S&P also wrote: “The district’s relatively high rates (meaning tax rates), which escalate annually (and) an increase in debt service requirements” negatively influence our credit rating.

This means our tax rates are high even by California standard. S&P is concerned that Mountain House families might not have the household finances to support still higher taxes if MHCSD suddenly needs cash for an infrastructure problem or other emergency. S&P  furthers points out that even in the face of high taxes the MHCSD board continues to raise tax rates each year and despite the increasing tax rates, the amount of debt in Mountain House continues to rise.

The MHCSD board discusses the bond rating on occasion.  However, the sloppiness and attitude of the budget manager does not give me comfort. There was a discussion of a drop or potential drop in our credit rating – but who knows, I cannot find the documentation to support the comments at the board meeting. Therefore, for the purpose of this article I will stick with the public statement from S&P.

Bottom Line: Mountain House debt is stable, but we will be paying high taxes for a long time to come.

Nevertheless, does the Bond Market agree with S&P comment?

I reviewed many of the Mountain House bonds. The current bond prices and yields indicate that as of July 2012, Mountain House debt is stable and the bonds are trading at normal prices. However, the debt environment is very unstable as illustrated by evaluating one particular bond issued in 2007, bond 624121AM1. I picked this particular bond because it has a long maturity, was traded frequently, and went through the bond market ups and down of the housing bubble implosion.

In 2010, a $100 5% bond 624121AM1 was yielding between 5.1 and 5.5%  with a price around $90.  $10 off the face value of a bond in a normal market means that the bond market considered Mountain House to be a little risky, but not extremely so.  A $90 priced bond at maturity will pay $100.  Thus, if you buy the 5% bond at $90 the additional $10 adds to the overall profit of owning the bond on top of the regular interest when it matures.

The price of a bond drops because bond investors found better investments with higher rates of return for the same or lower risk. The price of a bond increases because investors believe the bond is offering a better rate of return for the same or lower risk.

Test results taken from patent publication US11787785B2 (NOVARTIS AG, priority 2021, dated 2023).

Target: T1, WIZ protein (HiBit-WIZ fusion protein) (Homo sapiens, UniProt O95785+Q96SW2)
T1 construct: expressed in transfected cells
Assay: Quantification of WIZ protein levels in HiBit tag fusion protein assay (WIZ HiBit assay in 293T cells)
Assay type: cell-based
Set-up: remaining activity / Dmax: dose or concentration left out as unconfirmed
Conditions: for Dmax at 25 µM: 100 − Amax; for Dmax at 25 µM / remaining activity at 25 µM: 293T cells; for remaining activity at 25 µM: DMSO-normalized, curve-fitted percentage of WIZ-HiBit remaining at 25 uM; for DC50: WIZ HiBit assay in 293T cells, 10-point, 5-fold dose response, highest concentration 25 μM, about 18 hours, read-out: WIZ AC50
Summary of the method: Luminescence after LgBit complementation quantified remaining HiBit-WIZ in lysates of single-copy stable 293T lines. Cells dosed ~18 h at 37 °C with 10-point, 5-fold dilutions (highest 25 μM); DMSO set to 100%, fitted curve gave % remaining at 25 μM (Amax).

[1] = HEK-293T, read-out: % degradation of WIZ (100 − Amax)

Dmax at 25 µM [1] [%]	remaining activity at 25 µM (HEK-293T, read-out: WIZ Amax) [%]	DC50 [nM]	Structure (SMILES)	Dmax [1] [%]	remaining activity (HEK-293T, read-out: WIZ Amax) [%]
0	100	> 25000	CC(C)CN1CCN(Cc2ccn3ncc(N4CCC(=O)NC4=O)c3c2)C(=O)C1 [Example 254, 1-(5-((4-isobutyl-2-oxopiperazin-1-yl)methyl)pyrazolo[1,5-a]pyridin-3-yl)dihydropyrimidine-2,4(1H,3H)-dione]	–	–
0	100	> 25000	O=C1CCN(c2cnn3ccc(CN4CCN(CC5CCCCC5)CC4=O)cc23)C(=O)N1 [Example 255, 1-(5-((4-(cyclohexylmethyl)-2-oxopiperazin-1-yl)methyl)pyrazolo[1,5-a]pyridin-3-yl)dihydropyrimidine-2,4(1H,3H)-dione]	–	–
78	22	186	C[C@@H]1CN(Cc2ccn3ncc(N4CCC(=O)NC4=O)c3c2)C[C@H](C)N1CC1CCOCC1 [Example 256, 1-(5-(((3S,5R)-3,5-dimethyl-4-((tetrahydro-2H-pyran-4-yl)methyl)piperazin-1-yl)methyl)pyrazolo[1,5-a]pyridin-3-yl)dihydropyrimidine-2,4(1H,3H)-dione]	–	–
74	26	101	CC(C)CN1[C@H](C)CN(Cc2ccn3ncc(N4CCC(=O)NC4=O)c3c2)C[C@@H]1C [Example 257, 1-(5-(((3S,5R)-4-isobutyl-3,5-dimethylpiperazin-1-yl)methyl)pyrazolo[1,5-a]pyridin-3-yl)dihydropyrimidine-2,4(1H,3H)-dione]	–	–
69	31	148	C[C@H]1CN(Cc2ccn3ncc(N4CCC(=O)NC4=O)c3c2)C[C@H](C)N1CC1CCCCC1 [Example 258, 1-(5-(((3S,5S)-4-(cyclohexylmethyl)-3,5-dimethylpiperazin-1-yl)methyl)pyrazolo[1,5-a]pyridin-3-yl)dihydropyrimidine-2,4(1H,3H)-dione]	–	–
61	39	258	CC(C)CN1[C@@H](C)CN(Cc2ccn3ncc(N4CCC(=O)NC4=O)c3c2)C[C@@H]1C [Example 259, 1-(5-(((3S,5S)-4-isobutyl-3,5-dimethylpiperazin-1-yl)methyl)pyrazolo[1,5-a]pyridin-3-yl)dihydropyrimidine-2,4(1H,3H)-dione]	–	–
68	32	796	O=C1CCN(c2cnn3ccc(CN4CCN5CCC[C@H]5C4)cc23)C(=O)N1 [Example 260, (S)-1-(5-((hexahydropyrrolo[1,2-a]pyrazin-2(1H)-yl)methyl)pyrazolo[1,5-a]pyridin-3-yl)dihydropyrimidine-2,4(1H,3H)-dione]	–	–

In 2011, the same bond was yielding 6.77% with a price of only $73.79!  The bond in 2011 was almost as cheap as some of the bond trades in 2009 around the housing crash where the bond price dropped to $70 with a yield of 7.13%!!

Now in 2012, the same bond yields 4.8% with a price of $103.50 indicating Mountain House bonds are lower risk.

Bottom Line: today the market agrees with S&P’s statement. However, the market has been volatile and it would be foolhardy to extrapolate much.  Even a broken clock is right twice per day.

So why were Mountain House bonds in 2009 high risk, 2010 normal, 2011 high risk, and in 2012 normal ?

The reason is Federal Reserve Policy — yes, the Federal Reserve’s actions affect you directly.

Unfortunately for a capitalist like me, the stock and bond markets are moving largely based on government and Federal Reserve stimulus policy and not on fundamentals.  QE1, QE2, and Operation Twist were programs designed by the Federal Reserve to knock bond interest rates and they did just that. By evaluating the bond interest rates during the periods of less government interference vs. periods of time when stimulus policy was in full effect, we can take an educated guess as to what the unaltered Mountain House bond interest rate would be.  I predict the Mountain House long-term bonds will settle in around 6.5 to 7% if or when the Federal Reserve stops their various economic stimulus programs (even with an A- rating).

So the real bottom line: Overtime the Federal Reserve stimulus programs will stop and will eventually be unwound — according to the Federal Reserve they have mentioned holding down rates until 2014.  The market has said that our long-term and probably short-term debt will go up about 2%, which is equal to about $110 per month in additional cost per home.  The jump would not happen quickly but occur in small steps as each bond matures and is re-priced AFTER the Federal Reserve stops their pumping which might not happen until 2014.

What to you should really worry about — Financial forces

All of the above assumes: the State of California and San Joaquin County manage to contain their unfolding financial disasters.  State and county governments employ a lot of people in and around Mountain House, pay pensions, and support welfare programs.  San Joaquin County government cut aggressively with more cuts coming. In contrast, the State of California continues to delay the major cutting required to get our budgets in balance. Left unchecked, many more communities in our state will continue to go bankrupt and eventually Mountain House and much of California could be red lined by bond investors driving up the cost of debt in to unsustainable levels as we currently witness in Greece, Spain, and Italy.

Financial forces outside of Mountain House can dramatically influence what our interest rate on our big fat $309.2M debt is going to be.

What to  worry about? Mediocre Politicians